With the popularity of crypto-currencies like BTC (Bitcoin), more scammers and crooks are targeting BTC exchange networks on the Web this year. They’re out to victimize beginner BTC traders and new sellers who aren’t quite familiar with how the most popular exchange platforms work. A lot of scammers use fundamental tactics and schemes that they’re known to perpetuate for committing other types of Internet fraud.
Because most online exchange brokers that sell BTCs have strict manual buyer verification procedures, many fraudsters go to peer to peer exchange platforms. That’s because they find it too cumbersome to circumvent the security protocols and manual user identification systems of BTC brokerage firms. They instead target peer to peer BTC sellers, specifically those who have recently signed up and registered for an account at some of the most popular BTC exchange networks on the Web today. They then trick their targets through variations of standard Internet fraud tactics and schemes.
Found below are some of the most widely used Internet fraud schemes that are performed by scammers to victimize beginners and new BTC sellers in peer to peer exchange networks. Watch out for these scams in case you regularly trade in similar online BTC trading platforms:
What Internet Fraud Tactics Do Scammers Use to Commit Bitcoin Scams?
- Spoofing & Phishing – This Internet fraud tactic is used by scammers to trick users into believing that they’re being contacted by the administrators of a peer to peer exchange platform where they sell BTCs. They’re then fooled into going to a site that looks exactly like the official trading site.
Many scammers integrate fake urgency claims and scare rhetoric into these spoofed emails, private messages, instant messages and SMS texts to lure users into their Internet fraud schemes. For example, some victims have recently reported in BigScammers.Com that they were asked to log into their accounts to update their security settings and profile details. They are told to do this to avoid possible security breaches as reported by other users.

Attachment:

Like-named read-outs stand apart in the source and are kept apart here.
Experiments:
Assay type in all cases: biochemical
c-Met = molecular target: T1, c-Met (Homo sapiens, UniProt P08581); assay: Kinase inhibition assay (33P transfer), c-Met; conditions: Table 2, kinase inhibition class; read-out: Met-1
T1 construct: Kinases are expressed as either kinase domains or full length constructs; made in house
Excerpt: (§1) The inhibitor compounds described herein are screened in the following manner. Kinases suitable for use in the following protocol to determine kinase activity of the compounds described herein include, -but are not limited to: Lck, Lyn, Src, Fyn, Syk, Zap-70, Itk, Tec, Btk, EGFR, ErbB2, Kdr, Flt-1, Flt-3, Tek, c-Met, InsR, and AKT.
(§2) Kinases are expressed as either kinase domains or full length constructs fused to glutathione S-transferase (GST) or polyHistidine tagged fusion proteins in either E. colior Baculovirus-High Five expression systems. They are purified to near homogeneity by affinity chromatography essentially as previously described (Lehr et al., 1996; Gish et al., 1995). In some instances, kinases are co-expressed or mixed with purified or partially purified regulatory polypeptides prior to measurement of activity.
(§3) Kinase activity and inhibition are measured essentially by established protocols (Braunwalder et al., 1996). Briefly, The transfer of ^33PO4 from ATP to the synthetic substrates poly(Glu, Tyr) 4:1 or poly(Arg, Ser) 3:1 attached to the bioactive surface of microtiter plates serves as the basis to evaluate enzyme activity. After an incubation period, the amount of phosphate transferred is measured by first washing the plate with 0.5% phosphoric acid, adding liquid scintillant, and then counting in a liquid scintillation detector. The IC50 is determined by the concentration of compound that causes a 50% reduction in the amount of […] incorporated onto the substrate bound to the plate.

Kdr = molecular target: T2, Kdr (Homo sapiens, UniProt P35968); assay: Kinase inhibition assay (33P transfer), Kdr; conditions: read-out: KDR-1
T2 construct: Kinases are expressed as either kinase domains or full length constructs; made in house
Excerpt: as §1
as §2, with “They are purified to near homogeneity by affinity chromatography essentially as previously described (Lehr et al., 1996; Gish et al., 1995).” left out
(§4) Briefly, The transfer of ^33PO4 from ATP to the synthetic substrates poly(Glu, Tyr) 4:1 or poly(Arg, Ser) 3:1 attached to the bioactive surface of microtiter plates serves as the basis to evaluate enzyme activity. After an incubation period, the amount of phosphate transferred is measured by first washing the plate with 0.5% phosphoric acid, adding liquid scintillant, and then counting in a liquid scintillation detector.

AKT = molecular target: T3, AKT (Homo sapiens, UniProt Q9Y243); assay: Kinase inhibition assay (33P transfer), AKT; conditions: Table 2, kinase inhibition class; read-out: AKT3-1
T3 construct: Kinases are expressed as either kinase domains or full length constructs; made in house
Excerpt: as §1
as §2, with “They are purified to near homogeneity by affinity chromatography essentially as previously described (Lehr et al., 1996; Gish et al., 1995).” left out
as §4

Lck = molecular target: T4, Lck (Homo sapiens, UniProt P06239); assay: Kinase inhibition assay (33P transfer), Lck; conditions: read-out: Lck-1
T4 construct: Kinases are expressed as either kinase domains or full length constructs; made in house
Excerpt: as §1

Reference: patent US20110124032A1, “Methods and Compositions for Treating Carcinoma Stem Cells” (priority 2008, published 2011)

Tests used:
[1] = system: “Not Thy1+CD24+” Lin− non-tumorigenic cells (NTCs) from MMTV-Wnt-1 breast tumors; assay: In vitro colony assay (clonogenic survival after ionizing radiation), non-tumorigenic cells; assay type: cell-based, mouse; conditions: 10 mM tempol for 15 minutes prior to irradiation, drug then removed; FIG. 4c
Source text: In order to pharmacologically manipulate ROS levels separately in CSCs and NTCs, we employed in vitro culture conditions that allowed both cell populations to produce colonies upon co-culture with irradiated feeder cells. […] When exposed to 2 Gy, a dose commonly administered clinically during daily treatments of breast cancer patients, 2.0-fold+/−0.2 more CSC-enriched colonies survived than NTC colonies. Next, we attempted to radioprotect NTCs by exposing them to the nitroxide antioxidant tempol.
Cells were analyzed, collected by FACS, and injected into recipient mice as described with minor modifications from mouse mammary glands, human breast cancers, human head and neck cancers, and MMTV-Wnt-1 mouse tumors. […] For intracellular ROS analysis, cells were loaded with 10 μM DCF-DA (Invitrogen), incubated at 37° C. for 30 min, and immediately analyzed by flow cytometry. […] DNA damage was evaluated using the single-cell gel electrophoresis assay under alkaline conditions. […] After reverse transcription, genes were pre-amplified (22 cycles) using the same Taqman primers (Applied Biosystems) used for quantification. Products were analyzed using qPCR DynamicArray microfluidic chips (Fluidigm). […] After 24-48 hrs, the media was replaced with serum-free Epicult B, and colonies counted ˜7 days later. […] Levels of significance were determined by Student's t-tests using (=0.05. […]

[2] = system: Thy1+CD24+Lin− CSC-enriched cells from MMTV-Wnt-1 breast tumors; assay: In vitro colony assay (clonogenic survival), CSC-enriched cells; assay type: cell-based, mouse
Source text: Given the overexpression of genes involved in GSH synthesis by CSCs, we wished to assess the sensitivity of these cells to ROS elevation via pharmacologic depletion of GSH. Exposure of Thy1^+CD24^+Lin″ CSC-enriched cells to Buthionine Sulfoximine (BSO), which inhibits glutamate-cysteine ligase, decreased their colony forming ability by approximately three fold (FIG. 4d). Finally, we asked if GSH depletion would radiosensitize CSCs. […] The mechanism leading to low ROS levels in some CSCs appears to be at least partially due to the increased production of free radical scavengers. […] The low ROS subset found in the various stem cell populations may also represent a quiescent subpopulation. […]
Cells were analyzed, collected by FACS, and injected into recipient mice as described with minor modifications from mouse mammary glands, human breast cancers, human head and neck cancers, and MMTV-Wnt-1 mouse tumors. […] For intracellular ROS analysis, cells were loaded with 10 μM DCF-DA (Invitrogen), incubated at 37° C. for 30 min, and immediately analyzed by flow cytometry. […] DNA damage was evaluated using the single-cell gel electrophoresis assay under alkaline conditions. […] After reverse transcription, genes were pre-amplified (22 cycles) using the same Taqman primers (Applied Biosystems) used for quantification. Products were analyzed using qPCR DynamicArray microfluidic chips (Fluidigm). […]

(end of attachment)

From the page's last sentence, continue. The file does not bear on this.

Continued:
Once they enter their private login credentials into these fake sites, the scammer goes to the official trading platform to log into the victim’s account. The fraudster then cleans out all the BTCs of the victim by sending everything to the scammer’s BTC address. Since these transactions are anonymous and irreversible – There’s no way for the victim to recover the BTCs that he or she lost because of this Internet fraud.
- Stolen Credit Cards & Hacked Bank Accounts – Some sellers in these peer to peer exchange platforms accept credit cards and electronic fund transfers as a form of payment for the BTCs that they’re selling, which is usually with a very high mark-up. They often use payment gateways to process transactions. What they don’t know is that they’re supplied with fake identity documents that match the names and billing addresses of the cards these scammers use to buy their BTCs. This is similar to other types of Internet fraud where stolen credit cards and hacked bank accounts are used to purchase expensive products from ecommerce stores.
Sellers soon learn that they’ve been victimized by this Internet fraud when they get chargeback claims and unauthorized payment alerts from legitimate card holders and bank account owners. Many of them even lose their ability to accept online payments because of this problem.
By remembering these tips, you’ll be able to devise ways on how you can avoid these Internet fraud tactics during your day-to-day activities in these peer to peer BTC trading platforms. You should also sign up at BigScammers.Com to learn the newest schemes that could potentially trick you into parting with your BTCs.